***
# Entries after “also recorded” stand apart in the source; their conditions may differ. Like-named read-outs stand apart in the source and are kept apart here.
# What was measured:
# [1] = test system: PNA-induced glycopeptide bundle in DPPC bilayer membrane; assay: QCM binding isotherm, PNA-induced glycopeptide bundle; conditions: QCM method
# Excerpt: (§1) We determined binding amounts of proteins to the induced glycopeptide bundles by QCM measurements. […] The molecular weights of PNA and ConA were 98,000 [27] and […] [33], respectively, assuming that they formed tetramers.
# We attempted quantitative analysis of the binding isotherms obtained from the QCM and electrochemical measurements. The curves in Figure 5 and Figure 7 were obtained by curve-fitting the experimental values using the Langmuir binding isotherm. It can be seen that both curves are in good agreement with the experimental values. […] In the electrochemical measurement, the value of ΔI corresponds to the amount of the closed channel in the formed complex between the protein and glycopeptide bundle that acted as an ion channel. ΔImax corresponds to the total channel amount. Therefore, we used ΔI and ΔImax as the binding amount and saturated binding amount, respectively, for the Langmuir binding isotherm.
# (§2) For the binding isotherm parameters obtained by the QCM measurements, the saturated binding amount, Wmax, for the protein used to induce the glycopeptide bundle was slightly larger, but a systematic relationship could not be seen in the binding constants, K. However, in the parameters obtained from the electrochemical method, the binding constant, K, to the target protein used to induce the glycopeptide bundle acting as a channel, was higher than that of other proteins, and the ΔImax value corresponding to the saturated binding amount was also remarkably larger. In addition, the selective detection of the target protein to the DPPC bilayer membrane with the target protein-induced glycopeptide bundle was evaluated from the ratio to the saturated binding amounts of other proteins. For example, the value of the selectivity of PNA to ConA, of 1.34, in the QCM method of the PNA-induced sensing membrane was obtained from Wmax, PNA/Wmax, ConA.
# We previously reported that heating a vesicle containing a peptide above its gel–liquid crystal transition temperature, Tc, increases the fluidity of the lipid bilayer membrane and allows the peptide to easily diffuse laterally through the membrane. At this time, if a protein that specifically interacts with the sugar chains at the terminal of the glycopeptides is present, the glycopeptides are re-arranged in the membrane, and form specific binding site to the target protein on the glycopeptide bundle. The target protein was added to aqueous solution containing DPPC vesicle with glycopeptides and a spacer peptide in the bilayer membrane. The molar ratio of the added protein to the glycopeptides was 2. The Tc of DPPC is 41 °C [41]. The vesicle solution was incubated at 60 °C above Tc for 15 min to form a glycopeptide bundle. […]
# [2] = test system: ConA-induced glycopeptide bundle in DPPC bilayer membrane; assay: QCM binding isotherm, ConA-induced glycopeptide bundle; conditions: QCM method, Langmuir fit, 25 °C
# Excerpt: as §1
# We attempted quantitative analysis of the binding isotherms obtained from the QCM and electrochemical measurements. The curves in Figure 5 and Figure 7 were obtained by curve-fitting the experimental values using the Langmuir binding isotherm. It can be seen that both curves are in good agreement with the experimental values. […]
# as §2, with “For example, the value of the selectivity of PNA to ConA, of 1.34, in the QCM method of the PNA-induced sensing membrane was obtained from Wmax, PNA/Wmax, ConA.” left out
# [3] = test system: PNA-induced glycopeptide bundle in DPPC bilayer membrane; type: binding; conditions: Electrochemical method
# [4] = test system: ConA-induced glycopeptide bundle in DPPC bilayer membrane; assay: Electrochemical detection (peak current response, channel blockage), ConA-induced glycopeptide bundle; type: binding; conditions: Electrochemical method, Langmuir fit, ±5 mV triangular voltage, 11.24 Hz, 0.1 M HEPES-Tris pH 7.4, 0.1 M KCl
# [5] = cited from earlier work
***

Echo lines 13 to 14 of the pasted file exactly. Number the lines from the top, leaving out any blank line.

# [4] = test system: ConA-induced glycopeptide bundle in DPPC bilayer membrane; assay: Electrochemical detection (peak current response, channel blockage), ConA-induced glycopeptide bundle; type: binding; conditions: Electrochemical method, Langmuir fit, ±5 mV triangular voltage, 11.24 Hz, 0.1 M HEPES-Tris pH 7.4, 0.1 M KCl
# [5] = cited from earlier work